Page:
Someone who loves me recently suggested I might want to consider pulling back on my advocacy for others when my advocacy might hurt me, or cause me to lose a job. I am moved by her kindness and caring and understand fully why she and others worry about my welfare. But I can’t hold back on my advocacy at all.

Dante Alighieri wrote, “The hottest places in Hell are reserved for those who in time of great moral crises maintain their neutrality,” or stay silent. Dr. Martin Luther King Jr. said, “The true measure of a man’s strength is not where he stands in times of comfort and convenience, but where he stands in times of trial and controversy.”

Whatever price I might pay for my human rights advocacy is far less than the price I would pay, emotionally, morally, spiritually and physically, if I chose silence. Moreover, whatever price I pay pales in comparison to those enduring the experience of being treated as if they are less human than others. A woman who is a good friend of mine and a survivor of brain injury recently pointed out to me that once you become disabled, you are expected to be obedient, you are expected to acquiesce to the will of others, often people that have anything but your interest at heart. She is right.

I will never sit quietly by when I see others being denied their civil rights, their right to live in dignity. For the last decade plus my advocacy has been focused primarily on people with disabilities, primarily people with brain injuries – like me. But I have and will always advocate for those who are gay, black, latino, Asian, Muslim, Jewish, etc. It is who I am.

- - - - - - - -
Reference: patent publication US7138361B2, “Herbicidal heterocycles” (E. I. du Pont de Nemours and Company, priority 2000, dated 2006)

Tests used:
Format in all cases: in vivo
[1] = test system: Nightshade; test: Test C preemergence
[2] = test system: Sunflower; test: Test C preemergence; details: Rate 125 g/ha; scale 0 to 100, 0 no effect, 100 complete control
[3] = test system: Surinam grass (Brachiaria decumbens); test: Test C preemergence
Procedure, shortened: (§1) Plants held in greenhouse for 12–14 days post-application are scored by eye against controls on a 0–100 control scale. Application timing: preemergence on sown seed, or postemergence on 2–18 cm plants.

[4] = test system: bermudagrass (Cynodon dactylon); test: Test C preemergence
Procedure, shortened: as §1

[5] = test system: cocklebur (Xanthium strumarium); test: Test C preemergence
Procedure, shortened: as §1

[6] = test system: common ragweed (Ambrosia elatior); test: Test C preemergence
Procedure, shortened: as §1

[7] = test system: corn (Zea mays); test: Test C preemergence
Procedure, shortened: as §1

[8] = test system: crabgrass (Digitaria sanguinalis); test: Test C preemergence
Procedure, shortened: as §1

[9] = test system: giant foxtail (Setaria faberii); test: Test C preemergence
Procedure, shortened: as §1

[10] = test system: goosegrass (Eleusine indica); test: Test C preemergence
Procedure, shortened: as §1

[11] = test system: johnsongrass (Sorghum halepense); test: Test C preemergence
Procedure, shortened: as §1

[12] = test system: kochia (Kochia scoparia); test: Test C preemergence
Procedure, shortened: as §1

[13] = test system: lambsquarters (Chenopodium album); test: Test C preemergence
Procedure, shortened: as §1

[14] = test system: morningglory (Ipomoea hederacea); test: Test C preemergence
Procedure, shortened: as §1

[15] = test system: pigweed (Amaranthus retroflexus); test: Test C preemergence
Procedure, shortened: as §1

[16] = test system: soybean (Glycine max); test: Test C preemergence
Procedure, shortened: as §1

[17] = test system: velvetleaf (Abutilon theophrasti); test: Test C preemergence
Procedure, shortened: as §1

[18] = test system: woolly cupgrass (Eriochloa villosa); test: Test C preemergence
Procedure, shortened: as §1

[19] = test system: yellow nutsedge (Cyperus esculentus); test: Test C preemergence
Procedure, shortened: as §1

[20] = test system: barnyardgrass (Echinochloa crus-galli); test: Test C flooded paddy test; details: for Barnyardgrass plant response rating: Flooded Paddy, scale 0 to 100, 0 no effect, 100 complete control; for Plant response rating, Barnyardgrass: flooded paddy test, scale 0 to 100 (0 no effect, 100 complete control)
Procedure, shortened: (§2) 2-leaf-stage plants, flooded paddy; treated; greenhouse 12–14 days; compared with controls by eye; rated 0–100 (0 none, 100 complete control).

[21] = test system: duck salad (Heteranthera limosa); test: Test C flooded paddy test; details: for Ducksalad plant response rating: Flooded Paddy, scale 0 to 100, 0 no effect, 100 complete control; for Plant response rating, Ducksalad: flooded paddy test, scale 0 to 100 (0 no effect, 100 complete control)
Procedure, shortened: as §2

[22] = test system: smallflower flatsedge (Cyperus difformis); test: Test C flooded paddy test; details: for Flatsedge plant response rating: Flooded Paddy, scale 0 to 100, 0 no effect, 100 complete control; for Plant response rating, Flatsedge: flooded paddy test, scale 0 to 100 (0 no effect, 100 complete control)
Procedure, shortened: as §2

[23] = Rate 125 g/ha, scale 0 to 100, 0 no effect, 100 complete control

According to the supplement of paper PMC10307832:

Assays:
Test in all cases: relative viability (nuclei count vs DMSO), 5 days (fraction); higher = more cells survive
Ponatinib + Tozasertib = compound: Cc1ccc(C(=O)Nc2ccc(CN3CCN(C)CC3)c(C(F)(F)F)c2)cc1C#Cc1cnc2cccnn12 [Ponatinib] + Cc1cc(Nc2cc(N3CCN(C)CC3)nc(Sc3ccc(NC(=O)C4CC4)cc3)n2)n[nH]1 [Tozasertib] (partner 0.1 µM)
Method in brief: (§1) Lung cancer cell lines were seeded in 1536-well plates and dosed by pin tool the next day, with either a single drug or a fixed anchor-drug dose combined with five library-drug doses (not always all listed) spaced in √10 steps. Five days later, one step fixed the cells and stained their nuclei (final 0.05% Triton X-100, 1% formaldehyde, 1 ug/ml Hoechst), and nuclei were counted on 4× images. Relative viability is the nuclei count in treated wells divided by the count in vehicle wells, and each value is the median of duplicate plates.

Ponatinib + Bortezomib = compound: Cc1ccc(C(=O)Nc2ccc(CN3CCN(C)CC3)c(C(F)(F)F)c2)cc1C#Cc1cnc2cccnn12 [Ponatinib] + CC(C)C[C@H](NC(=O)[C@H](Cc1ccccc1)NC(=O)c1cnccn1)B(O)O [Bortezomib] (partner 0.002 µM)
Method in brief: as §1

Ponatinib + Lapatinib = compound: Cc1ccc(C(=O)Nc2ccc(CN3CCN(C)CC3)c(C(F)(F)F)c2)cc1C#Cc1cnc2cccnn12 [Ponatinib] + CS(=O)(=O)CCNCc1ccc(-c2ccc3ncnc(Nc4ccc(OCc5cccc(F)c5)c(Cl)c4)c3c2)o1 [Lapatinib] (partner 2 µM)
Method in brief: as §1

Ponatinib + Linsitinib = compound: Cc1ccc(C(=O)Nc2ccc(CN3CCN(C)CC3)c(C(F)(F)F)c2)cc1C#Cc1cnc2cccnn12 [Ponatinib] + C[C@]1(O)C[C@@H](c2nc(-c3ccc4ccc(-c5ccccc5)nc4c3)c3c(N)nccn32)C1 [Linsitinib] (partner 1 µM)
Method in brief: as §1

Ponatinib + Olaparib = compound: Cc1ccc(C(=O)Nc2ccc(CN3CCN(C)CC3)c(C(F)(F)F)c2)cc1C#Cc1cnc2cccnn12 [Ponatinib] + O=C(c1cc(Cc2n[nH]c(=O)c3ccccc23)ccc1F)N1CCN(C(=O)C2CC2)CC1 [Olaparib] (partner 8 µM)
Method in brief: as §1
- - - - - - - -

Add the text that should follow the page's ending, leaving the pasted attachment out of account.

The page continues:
I have lost jobs because of my advocacy. It is quite likely my current struggles can in large part be traced back to my unwillingness to keep my mouth shut when I witnessed people being denied their rights. It is a price I am more than willing to pay.

Consider the following observations:

  • If there were not millions involved in the Civil Rights struggle, we would not be referring to Barack Obama as President-elect Barack Obama.
  • Were millions not advocating for gay rights, there wouldn’t even be a dialogue about whether or not to give an official nod to gay marriage.
  • Had people not advocated, women may still not have the right to vote, black Americans would still be riding in the back of the bus and there would not be an American with Disabilities Act.
  • Were there not extraordinary consumer advocates like Ralph Nader there would not be cushioned dashboards and air bags and seat belts and more. Do you think the auto companies put them in out of the goodness of the hearts? If you do, then you have a better fantasy life than I do.

I have said more than once that I am willing to give my life in the struggle for equal rights for all. I meant it.



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